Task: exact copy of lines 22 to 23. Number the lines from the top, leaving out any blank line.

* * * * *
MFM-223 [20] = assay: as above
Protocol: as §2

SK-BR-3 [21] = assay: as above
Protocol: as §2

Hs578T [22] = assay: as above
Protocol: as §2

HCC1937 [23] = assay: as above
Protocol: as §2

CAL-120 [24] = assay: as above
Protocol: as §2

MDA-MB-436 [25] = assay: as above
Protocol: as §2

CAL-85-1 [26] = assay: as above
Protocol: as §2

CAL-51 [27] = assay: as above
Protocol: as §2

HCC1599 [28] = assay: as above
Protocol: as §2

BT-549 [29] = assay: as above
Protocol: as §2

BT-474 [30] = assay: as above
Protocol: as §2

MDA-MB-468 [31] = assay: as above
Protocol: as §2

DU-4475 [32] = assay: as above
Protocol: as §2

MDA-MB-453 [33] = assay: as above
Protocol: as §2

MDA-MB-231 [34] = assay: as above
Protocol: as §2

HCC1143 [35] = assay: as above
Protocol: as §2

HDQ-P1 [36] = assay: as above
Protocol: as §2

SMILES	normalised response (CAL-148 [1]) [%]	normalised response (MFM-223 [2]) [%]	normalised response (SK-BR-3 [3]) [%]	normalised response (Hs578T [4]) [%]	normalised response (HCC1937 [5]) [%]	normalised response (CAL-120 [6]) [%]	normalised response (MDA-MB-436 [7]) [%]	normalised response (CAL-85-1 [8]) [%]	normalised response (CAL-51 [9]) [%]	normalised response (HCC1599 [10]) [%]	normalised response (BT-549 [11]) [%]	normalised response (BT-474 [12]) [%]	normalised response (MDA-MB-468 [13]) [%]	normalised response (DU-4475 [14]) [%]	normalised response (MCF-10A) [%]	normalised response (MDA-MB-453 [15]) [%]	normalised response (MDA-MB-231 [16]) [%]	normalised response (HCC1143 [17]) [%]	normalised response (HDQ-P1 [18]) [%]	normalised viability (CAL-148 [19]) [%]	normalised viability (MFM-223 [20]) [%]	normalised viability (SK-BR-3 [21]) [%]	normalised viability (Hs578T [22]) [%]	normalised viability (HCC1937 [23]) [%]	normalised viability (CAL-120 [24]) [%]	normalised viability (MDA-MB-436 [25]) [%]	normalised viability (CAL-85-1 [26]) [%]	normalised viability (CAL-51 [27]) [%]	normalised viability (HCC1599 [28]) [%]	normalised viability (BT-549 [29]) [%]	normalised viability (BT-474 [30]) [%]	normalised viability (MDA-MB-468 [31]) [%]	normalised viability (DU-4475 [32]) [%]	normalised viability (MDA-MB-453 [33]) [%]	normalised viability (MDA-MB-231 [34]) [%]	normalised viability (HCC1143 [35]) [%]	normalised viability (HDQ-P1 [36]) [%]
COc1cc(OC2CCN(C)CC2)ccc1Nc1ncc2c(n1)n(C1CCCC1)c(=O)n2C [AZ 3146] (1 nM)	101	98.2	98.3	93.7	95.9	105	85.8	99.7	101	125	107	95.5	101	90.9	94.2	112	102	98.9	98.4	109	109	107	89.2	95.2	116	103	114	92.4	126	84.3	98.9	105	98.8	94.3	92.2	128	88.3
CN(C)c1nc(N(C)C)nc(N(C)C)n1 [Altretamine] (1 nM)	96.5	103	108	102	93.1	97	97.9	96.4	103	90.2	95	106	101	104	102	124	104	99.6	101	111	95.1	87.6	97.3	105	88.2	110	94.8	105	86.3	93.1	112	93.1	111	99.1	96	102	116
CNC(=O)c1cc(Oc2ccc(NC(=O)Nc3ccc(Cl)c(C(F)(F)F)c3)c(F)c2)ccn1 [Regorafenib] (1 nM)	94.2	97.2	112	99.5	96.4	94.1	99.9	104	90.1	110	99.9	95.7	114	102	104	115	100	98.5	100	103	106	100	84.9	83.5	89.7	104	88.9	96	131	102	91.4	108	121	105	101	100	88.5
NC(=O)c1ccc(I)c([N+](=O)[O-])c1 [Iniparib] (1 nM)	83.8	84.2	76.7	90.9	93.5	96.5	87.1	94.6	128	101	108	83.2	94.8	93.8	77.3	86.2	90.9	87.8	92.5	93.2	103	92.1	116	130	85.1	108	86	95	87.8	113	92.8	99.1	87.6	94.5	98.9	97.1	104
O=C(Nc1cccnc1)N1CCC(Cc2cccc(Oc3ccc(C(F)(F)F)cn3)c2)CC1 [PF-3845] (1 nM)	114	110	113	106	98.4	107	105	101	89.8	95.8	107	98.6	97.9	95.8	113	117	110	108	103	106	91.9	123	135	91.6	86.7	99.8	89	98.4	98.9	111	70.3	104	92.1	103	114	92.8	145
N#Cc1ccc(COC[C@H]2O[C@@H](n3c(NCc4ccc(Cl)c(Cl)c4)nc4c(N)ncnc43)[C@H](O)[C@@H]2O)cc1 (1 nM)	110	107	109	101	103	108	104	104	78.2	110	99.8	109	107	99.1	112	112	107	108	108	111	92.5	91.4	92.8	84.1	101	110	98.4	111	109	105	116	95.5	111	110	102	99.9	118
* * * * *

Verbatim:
Protocol: as §2

MDA-MB-468 [31] = assay: as above